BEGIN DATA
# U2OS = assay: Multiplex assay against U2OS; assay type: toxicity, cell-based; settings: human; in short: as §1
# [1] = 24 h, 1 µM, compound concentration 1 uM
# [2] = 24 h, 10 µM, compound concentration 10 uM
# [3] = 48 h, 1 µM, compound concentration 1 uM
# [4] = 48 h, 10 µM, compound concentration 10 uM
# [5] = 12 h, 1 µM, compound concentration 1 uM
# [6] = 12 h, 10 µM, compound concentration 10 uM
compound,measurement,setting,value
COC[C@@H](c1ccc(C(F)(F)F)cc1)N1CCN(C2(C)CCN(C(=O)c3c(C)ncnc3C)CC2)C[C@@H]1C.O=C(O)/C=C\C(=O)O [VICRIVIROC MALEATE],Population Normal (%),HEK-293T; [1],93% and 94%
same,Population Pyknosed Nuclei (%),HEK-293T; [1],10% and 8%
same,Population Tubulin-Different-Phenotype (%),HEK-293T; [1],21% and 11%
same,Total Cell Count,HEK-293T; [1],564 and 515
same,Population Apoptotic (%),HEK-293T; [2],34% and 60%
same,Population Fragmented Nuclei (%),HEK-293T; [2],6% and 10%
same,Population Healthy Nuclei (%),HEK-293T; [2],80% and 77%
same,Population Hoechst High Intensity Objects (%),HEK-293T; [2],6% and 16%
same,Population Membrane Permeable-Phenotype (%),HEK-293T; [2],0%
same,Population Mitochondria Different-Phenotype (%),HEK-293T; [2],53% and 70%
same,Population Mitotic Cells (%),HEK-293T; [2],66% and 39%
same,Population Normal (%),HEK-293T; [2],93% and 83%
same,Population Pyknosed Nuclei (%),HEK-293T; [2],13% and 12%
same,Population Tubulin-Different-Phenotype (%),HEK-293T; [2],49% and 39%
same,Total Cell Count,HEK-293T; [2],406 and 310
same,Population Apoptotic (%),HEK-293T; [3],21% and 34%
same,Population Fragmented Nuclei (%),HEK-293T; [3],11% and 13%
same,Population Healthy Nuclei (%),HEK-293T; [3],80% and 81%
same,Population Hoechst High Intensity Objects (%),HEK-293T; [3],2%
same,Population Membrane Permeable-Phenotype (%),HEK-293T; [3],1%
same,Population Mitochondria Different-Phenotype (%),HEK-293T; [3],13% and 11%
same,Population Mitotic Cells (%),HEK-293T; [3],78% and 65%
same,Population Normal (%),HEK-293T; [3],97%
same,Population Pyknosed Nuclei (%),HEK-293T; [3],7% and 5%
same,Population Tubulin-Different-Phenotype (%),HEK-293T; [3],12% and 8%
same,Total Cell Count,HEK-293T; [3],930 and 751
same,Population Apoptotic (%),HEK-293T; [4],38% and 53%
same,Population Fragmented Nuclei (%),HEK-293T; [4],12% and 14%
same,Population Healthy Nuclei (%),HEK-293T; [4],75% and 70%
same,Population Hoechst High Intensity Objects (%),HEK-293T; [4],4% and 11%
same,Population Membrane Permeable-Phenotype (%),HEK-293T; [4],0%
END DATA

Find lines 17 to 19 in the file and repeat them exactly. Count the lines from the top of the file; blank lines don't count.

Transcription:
same,Population Membrane Permeable-Phenotype (%),HEK-293T; [2],0%
same,Population Mitochondria Different-Phenotype (%),HEK-293T; [2],53% and 70%
same,Population Mitotic Cells (%),HEK-293T; [2],66% and 39%